By Paul Gorski
I’ve written two articles, “Better health care and education will spur job growth, part one” (Sept. 5-11 issue) and “Better health care and education will spur job growth, part two” (Sept. 12-18 issue), that focused on better uses for the tipping fee money the county receives from the Winnebago landfill. I specifically recommend we use some of these funds on education and public health, with a heavy dose of coordination between these expenditures and economic development.
I had one call and an online reader who didn’t support that plan. Online reader “John” commented “what a load of crap” and suggested this plan reflected my “socialist attitude.” On the contrary, my plan follows standard, conservative business principles. I’m simply suggesting we invest in programs 1) that have a measurable return on investment (ROI), and 2) are consistent with the roles of counties in local government.
The county now spends the tipping fee money on a list of non-economic development-related programs. Granted, the dollars go to some good local groups, but the tie-in to economic development simply is not there. Where’s the ROI, and how does it relate to what services counties are supposed to provide?
Counties are responsible for the management of certain public services and coordinating infrastructure development and maintenance. I can’t find any state law that reads “counties should stockpile money collected from residents’ garbage fees and give it to a random list of recipients every year.” Where is the plan, the accountability? Two initiatives: public health and coordination of education efforts through the regional superintendent of schools are the jurisdiction of counties. So, we should invest more wisely in those efforts.
As it is, our health department gets most of its funds from grants. Maichle “Mike” Bacon, public health administrator of the Winnebago County Health Department, and his staff do a phenomenal job finding and getting those grants. However, I’d rather not have to rely so heavily on handouts for our public health programs.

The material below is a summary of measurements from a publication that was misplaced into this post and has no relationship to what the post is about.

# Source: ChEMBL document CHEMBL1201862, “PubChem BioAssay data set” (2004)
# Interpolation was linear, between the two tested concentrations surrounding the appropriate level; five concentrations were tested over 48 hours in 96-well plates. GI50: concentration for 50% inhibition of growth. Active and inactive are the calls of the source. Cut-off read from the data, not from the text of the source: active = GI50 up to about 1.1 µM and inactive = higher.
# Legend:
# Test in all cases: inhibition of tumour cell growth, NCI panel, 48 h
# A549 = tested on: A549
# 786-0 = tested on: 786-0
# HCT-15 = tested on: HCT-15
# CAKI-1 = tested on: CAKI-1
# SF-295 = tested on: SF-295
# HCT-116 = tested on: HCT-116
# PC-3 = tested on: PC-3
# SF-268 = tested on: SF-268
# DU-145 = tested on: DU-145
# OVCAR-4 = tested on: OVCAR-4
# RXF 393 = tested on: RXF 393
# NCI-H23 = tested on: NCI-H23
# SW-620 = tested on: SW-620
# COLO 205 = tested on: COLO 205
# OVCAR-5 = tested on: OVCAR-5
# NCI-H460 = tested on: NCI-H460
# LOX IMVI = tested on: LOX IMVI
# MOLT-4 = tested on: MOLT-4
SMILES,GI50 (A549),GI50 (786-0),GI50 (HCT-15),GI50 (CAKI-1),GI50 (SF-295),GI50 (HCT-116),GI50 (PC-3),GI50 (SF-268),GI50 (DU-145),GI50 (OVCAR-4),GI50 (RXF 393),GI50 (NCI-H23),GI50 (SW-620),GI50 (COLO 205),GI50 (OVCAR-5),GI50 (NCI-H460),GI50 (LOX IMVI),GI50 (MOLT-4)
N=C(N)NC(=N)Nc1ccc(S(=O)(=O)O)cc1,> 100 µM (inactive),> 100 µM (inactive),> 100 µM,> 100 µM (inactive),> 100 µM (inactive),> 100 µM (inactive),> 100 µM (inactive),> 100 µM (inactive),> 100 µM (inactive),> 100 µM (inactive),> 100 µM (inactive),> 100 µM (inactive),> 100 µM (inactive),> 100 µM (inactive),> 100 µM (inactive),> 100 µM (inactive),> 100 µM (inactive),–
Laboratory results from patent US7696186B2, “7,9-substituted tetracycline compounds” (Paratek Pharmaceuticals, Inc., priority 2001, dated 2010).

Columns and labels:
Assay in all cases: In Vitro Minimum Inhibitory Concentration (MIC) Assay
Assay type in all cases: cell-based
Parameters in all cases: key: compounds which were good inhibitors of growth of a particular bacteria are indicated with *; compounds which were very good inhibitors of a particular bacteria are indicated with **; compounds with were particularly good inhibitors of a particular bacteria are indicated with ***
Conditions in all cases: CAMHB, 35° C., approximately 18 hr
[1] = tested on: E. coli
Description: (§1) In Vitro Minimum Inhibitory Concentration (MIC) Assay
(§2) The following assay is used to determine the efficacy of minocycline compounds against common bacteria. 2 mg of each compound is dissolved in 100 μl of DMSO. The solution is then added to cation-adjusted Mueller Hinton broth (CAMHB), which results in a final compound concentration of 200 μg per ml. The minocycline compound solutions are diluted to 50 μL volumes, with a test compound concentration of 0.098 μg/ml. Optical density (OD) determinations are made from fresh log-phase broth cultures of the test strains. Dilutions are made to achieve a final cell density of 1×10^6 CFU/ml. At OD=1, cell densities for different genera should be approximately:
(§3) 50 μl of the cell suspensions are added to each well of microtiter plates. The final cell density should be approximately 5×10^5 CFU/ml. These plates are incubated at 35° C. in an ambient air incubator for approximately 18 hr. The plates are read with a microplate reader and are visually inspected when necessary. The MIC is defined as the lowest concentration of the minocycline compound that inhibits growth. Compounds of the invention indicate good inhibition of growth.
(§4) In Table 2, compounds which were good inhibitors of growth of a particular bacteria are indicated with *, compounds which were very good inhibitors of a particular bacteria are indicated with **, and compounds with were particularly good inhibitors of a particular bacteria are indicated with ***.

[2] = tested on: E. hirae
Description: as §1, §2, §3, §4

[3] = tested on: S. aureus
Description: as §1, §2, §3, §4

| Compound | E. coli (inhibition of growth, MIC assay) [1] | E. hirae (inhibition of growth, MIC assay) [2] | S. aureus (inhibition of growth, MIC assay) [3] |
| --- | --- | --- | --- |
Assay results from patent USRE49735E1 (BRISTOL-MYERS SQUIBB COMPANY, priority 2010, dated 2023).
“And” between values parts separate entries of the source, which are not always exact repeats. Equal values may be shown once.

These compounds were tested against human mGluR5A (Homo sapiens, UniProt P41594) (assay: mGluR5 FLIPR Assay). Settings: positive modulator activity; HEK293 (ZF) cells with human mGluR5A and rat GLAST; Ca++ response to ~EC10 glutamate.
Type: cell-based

Public health is “infrastructure,” just as roads are infrastructure. Both public health and local road building require mixing and matching local tax dollars with state and federal tax dollars to make programs happen. As not to be dependent on begging for public health infrastructure dollars, we should spend landfill tipping fee revenue on coordinated public health, education and job training programs that have measurable goals, focused on laying the groundwork for consistent economic development.
Or, we could continue with spending plans that have no measurable return on investment and are not consistent with the role of county government. Which brings me back to the title of the article, “Let’s just continue our failed policies.” No, let’s not do that.
We need your help now. An effort to cut the county’s portion of the health department budget by $300,000 failed recently. Board members may try to put the cuts in place when they vote on the new budget next week. Ask your county board member to support the health department and to vote against any cuts to its already meager budget.
Paul Gorski (http://www.paulgorski.com) is a Cherry Valley Township resident and a former Winnebago County Board member.
From the Sept. 19-25, 2012, issue